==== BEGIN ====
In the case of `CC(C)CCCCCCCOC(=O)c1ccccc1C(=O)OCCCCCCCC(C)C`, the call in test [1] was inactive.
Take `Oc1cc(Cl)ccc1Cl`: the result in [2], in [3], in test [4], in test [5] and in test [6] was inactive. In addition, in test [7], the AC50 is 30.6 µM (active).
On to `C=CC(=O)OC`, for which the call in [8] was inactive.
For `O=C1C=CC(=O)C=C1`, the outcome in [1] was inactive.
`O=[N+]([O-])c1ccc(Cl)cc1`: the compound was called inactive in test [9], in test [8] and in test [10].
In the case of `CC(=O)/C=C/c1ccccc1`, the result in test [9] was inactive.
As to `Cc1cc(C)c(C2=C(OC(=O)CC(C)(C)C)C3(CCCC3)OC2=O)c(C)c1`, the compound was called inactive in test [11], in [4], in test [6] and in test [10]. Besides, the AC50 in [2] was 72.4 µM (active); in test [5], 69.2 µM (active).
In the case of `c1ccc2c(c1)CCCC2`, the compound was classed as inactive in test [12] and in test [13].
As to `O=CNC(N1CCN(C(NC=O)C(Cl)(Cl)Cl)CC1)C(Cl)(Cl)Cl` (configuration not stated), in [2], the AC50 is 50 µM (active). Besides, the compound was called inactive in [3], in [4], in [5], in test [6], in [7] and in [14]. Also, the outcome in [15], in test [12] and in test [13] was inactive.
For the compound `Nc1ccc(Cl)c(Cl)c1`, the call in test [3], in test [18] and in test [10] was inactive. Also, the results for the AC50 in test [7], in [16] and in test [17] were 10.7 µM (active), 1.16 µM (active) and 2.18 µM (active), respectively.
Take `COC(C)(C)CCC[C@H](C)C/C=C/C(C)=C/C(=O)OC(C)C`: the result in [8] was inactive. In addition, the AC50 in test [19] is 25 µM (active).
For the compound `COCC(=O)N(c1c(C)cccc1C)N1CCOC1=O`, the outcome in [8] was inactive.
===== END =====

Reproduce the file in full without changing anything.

In the case of `CC(C)CCCCCCCOC(=O)c1ccccc1C(=O)OCCCCCCCC(C)C`, the call in test [1] was inactive.
Take `Oc1cc(Cl)ccc1Cl`: the result in [2], in [3], in test [4], in test [5] and in test [6] was inactive. In addition, in test [7], the AC50 is 30.6 µM (active).
On to `C=CC(=O)OC`, for which the call in [8] was inactive.
For `O=C1C=CC(=O)C=C1`, the outcome in [1] was inactive.
`O=[N+]([O-])c1ccc(Cl)cc1`: the compound was called inactive in test [9], in test [8] and in test [10].
In the case of `CC(=O)/C=C/c1ccccc1`, the result in test [9] was inactive.
As to `Cc1cc(C)c(C2=C(OC(=O)CC(C)(C)C)C3(CCCC3)OC2=O)c(C)c1`, the compound was called inactive in test [11], in [4], in test [6] and in test [10]. Besides, the AC50 in [2] was 72.4 µM (active); in test [5], 69.2 µM (active).
In the case of `c1ccc2c(c1)CCCC2`, the compound was classed as inactive in test [12] and in test [13].
As to `O=CNC(N1CCN(C(NC=O)C(Cl)(Cl)Cl)CC1)C(Cl)(Cl)Cl` (configuration not stated), in [2], the AC50 is 50 µM (active). Besides, the compound was called inactive in [3], in [4], in [5], in test [6], in [7] and in [14]. Also, the outcome in [15], in test [12] and in test [13] was inactive.
For the compound `Nc1ccc(Cl)c(Cl)c1`, the call in test [3], in test [18] and in test [10] was inactive. Also, the results for the AC50 in test [7], in [16] and in test [17] were 10.7 µM (active), 1.16 µM (active) and 2.18 µM (active), respectively.
Take `COC(C)(C)CCC[C@H](C)C/C=C/C(C)=C/C(=O)OC(C)C`: the result in [8] was inactive. In addition, the AC50 in test [19] is 25 µM (active).
For the compound `COCC(=O)N(c1c(C)cccc1C)N1CCOC1=O`, the outcome in [8] was inactive.